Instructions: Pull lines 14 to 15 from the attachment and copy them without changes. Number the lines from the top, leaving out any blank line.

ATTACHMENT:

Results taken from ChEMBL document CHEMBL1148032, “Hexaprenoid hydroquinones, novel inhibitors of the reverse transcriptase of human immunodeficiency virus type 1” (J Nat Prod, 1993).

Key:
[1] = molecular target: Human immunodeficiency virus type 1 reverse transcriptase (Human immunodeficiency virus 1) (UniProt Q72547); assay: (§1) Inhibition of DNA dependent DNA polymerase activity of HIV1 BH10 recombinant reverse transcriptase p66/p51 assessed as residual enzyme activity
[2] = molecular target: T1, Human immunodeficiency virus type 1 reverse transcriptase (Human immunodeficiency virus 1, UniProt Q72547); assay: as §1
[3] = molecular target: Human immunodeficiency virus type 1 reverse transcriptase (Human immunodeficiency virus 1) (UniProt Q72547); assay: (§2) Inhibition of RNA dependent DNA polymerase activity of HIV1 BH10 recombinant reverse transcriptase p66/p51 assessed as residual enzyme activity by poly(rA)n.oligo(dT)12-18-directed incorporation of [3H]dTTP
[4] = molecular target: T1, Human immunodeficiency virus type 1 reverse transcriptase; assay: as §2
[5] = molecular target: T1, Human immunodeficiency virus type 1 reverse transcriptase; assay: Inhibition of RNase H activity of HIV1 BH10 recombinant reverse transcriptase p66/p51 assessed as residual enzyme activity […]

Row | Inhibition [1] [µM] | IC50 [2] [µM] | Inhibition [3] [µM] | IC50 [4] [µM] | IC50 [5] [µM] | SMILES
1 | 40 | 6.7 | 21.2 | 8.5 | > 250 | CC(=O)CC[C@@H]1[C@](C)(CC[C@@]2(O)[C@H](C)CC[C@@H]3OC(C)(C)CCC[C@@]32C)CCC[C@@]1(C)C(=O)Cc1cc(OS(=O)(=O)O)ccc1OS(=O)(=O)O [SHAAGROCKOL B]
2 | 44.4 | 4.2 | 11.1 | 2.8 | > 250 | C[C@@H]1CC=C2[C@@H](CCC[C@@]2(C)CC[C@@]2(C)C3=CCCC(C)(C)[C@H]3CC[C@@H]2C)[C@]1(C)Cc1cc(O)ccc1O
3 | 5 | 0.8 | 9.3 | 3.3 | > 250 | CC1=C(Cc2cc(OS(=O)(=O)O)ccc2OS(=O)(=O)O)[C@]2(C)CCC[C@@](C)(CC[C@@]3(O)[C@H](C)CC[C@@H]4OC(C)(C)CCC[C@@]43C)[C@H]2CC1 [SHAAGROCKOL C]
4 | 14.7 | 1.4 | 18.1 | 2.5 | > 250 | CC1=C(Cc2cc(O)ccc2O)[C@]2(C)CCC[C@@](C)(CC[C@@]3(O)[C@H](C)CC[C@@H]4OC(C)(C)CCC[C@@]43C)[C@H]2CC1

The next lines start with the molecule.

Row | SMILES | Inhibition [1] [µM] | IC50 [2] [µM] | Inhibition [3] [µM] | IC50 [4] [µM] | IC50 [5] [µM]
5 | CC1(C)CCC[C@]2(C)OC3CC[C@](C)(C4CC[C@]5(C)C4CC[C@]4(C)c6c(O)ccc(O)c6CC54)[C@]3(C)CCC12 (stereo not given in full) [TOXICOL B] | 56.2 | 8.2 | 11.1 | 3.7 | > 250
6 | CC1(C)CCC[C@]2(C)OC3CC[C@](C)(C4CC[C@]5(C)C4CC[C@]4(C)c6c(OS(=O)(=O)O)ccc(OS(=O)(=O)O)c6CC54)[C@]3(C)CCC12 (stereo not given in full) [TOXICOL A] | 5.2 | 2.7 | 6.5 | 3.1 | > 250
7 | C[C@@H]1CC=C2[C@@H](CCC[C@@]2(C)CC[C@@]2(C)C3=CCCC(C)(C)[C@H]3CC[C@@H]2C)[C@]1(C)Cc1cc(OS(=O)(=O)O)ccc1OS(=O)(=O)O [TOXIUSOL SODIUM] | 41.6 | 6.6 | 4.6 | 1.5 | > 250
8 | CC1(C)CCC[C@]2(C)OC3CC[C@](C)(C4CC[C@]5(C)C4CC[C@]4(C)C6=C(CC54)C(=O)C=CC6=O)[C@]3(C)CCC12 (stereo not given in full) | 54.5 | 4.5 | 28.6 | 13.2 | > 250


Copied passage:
Row | SMILES | Inhibition [1] [µM] | IC50 [2] [µM] | Inhibition [3] [µM] | IC50 [4] [µM] | IC50 [5] [µM]
5 | CC1(C)CCC[C@]2(C)OC3CC[C@](C)(C4CC[C@]5(C)C4CC[C@]4(C)c6c(O)ccc(O)c6CC54)[C@]3(C)CCC12 (stereo not given in full) [TOXICOL B] | 56.2 | 8.2 | 11.1 | 3.7 | > 250